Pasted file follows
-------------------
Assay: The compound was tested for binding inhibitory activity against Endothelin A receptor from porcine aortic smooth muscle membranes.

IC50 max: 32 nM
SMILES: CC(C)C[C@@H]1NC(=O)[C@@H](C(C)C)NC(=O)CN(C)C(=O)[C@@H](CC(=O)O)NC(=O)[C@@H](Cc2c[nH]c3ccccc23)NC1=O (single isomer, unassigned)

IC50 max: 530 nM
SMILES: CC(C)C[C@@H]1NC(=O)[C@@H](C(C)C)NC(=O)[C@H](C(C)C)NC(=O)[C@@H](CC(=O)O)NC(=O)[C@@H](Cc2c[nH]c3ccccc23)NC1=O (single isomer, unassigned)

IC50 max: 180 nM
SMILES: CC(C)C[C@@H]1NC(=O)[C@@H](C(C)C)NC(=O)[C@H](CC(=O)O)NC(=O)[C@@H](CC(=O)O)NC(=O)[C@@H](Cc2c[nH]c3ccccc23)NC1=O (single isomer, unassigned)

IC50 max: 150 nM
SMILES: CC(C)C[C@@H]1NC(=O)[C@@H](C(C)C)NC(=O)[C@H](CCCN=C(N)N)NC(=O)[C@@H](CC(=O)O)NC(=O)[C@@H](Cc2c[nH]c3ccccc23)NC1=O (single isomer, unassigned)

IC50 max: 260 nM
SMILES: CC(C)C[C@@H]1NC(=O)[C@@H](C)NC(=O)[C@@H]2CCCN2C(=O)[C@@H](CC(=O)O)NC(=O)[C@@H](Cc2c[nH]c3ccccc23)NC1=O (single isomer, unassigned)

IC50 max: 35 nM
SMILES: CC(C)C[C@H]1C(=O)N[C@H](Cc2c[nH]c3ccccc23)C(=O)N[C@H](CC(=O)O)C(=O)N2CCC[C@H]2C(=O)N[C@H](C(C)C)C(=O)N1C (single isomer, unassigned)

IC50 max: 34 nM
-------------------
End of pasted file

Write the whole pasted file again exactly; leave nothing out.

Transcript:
Assay: The compound was tested for binding inhibitory activity against Endothelin A receptor from porcine aortic smooth muscle membranes.

IC50 max: 32 nM
SMILES: CC(C)C[C@@H]1NC(=O)[C@@H](C(C)C)NC(=O)CN(C)C(=O)[C@@H](CC(=O)O)NC(=O)[C@@H](Cc2c[nH]c3ccccc23)NC1=O (single isomer, unassigned)

IC50 max: 530 nM
SMILES: CC(C)C[C@@H]1NC(=O)[C@@H](C(C)C)NC(=O)[C@H](C(C)C)NC(=O)[C@@H](CC(=O)O)NC(=O)[C@@H](Cc2c[nH]c3ccccc23)NC1=O (single isomer, unassigned)

IC50 max: 180 nM
SMILES: CC(C)C[C@@H]1NC(=O)[C@@H](C(C)C)NC(=O)[C@H](CC(=O)O)NC(=O)[C@@H](CC(=O)O)NC(=O)[C@@H](Cc2c[nH]c3ccccc23)NC1=O (single isomer, unassigned)

IC50 max: 150 nM
SMILES: CC(C)C[C@@H]1NC(=O)[C@@H](C(C)C)NC(=O)[C@H](CCCN=C(N)N)NC(=O)[C@@H](CC(=O)O)NC(=O)[C@@H](Cc2c[nH]c3ccccc23)NC1=O (single isomer, unassigned)

IC50 max: 260 nM
SMILES: CC(C)C[C@@H]1NC(=O)[C@@H](C)NC(=O)[C@@H]2CCCN2C(=O)[C@@H](CC(=O)O)NC(=O)[C@@H](Cc2c[nH]c3ccccc23)NC1=O (single isomer, unassigned)

IC50 max: 35 nM
SMILES: CC(C)C[C@H]1C(=O)N[C@H](Cc2c[nH]c3ccccc23)C(=O)N[C@H](CC(=O)O)C(=O)N2CCC[C@H]2C(=O)N[C@H](C(C)C)C(=O)N1C (single isomer, unassigned)

IC50 max: 34 nM